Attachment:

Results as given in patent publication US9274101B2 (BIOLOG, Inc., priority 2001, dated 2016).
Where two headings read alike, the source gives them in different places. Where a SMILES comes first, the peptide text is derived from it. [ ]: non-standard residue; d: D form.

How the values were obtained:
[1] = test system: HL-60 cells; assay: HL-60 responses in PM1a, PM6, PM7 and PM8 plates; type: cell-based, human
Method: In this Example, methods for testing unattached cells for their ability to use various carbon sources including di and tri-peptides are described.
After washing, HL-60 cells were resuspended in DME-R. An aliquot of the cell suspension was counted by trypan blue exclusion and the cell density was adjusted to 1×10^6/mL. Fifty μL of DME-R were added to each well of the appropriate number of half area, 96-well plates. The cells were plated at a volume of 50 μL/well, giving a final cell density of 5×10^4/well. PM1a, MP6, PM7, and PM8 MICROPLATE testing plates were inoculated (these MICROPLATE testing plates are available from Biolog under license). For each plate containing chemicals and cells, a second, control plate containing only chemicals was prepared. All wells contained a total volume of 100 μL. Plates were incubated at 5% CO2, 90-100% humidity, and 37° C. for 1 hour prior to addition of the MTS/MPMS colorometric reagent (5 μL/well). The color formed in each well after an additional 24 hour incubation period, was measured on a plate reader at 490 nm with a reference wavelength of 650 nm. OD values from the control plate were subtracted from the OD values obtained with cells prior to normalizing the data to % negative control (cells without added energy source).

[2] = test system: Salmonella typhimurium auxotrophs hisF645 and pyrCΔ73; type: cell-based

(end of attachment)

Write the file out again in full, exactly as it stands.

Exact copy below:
Results as given in patent publication US9274101B2 (BIOLOG, Inc., priority 2001, dated 2016).
Where two headings read alike, the source gives them in different places. Where a SMILES comes first, the peptide text is derived from it. [ ]: non-standard residue; d: D form.

How the values were obtained:
[1] = test system: HL-60 cells; assay: HL-60 responses in PM1a, PM6, PM7 and PM8 plates; type: cell-based, human
Method: In this Example, methods for testing unattached cells for their ability to use various carbon sources including di and tri-peptides are described.
After washing, HL-60 cells were resuspended in DME-R. An aliquot of the cell suspension was counted by trypan blue exclusion and the cell density was adjusted to 1×10^6/mL. Fifty μL of DME-R were added to each well of the appropriate number of half area, 96-well plates. The cells were plated at a volume of 50 μL/well, giving a final cell density of 5×10^4/well. PM1a, MP6, PM7, and PM8 MICROPLATE testing plates were inoculated (these MICROPLATE testing plates are available from Biolog under license). For each plate containing chemicals and cells, a second, control plate containing only chemicals was prepared. All wells contained a total volume of 100 μL. Plates were incubated at 5% CO2, 90-100% humidity, and 37° C. for 1 hour prior to addition of the MTS/MPMS colorometric reagent (5 μL/well). The color formed in each well after an additional 24 hour incubation period, was measured on a plate reader at 490 nm with a reference wavelength of 650 nm. OD values from the control plate were subtracted from the OD values obtained with cells prior to normalizing the data to % negative control (cells without added energy source).

[2] = test system: Salmonella typhimurium auxotrophs hisF645 and pyrCΔ73; type: cell-based